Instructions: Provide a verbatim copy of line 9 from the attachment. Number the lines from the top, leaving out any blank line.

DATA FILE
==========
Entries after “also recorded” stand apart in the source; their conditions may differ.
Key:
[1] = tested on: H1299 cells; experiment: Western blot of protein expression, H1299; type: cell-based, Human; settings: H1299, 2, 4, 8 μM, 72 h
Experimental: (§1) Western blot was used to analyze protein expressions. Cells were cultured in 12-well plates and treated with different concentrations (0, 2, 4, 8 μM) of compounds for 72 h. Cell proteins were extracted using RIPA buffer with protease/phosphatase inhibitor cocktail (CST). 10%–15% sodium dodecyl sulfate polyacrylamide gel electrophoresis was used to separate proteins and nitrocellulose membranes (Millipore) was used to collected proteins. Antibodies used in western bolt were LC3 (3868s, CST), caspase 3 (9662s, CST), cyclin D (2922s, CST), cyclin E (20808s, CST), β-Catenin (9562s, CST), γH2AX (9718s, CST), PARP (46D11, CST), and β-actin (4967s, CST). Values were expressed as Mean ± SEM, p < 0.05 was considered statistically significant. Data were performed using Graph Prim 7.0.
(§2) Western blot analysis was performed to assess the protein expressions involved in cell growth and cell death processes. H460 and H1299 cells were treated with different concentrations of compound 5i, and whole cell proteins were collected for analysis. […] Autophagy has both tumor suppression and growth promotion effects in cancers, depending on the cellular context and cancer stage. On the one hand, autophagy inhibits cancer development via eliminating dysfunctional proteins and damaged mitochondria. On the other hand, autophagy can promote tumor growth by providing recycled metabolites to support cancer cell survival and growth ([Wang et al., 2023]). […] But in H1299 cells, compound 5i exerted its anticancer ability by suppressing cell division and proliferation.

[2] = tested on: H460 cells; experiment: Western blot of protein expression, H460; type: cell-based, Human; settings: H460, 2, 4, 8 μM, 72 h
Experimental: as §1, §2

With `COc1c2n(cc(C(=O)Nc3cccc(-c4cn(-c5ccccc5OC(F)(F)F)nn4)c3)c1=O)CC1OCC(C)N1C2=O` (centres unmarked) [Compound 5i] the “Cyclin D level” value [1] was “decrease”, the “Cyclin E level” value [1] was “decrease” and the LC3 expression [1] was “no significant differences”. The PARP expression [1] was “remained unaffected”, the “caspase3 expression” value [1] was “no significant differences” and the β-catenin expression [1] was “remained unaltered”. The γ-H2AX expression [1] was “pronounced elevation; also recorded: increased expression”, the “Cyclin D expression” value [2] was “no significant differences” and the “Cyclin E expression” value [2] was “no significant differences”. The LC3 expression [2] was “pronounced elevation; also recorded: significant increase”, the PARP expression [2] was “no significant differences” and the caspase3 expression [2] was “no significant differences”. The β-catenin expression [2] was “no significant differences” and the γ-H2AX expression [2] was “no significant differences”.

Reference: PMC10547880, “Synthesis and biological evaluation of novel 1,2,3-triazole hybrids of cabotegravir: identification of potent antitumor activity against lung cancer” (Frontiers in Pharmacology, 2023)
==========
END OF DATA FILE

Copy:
Reference: PMC10547880, “Synthesis and biological evaluation of novel 1,2,3-triazole hybrids of cabotegravir: identification of potent antitumor activity against lung cancer” (Frontiers in Pharmacology, 2023)